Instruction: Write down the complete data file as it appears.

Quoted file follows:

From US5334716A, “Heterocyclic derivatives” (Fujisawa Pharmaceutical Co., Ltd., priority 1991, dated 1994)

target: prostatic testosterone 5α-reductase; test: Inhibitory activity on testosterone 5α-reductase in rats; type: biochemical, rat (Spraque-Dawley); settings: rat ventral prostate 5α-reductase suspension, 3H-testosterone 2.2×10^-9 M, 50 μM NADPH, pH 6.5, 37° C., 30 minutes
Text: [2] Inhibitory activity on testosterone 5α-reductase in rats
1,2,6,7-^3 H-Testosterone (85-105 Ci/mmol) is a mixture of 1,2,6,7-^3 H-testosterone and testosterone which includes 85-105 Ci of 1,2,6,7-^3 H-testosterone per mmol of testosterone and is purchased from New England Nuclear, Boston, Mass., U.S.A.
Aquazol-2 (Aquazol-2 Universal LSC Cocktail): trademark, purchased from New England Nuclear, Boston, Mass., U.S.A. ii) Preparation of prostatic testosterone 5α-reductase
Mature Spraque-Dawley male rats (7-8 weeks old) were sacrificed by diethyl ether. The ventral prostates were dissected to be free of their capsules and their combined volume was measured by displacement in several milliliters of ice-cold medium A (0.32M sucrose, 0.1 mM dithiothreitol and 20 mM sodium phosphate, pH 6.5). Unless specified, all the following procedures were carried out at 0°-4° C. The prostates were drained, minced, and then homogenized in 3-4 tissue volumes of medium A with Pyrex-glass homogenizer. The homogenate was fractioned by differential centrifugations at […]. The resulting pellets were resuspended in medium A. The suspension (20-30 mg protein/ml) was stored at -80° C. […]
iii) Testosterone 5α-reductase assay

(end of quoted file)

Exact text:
From US5334716A, “Heterocyclic derivatives” (Fujisawa Pharmaceutical Co., Ltd., priority 1991, dated 1994)

target: prostatic testosterone 5α-reductase; test: Inhibitory activity on testosterone 5α-reductase in rats; type: biochemical, rat (Spraque-Dawley); settings: rat ventral prostate 5α-reductase suspension, 3H-testosterone 2.2×10^-9 M, 50 μM NADPH, pH 6.5, 37° C., 30 minutes
Text: [2] Inhibitory activity on testosterone 5α-reductase in rats
1,2,6,7-^3 H-Testosterone (85-105 Ci/mmol) is a mixture of 1,2,6,7-^3 H-testosterone and testosterone which includes 85-105 Ci of 1,2,6,7-^3 H-testosterone per mmol of testosterone and is purchased from New England Nuclear, Boston, Mass., U.S.A.
Aquazol-2 (Aquazol-2 Universal LSC Cocktail): trademark, purchased from New England Nuclear, Boston, Mass., U.S.A. ii) Preparation of prostatic testosterone 5α-reductase
Mature Spraque-Dawley male rats (7-8 weeks old) were sacrificed by diethyl ether. The ventral prostates were dissected to be free of their capsules and their combined volume was measured by displacement in several milliliters of ice-cold medium A (0.32M sucrose, 0.1 mM dithiothreitol and 20 mM sodium phosphate, pH 6.5). Unless specified, all the following procedures were carried out at 0°-4° C. The prostates were drained, minced, and then homogenized in 3-4 tissue volumes of medium A with Pyrex-glass homogenizer. The homogenate was fractioned by differential centrifugations at […]. The resulting pellets were resuspended in medium A. The suspension (20-30 mg protein/ml) was stored at -80° C. […]
iii) Testosterone 5α-reductase assay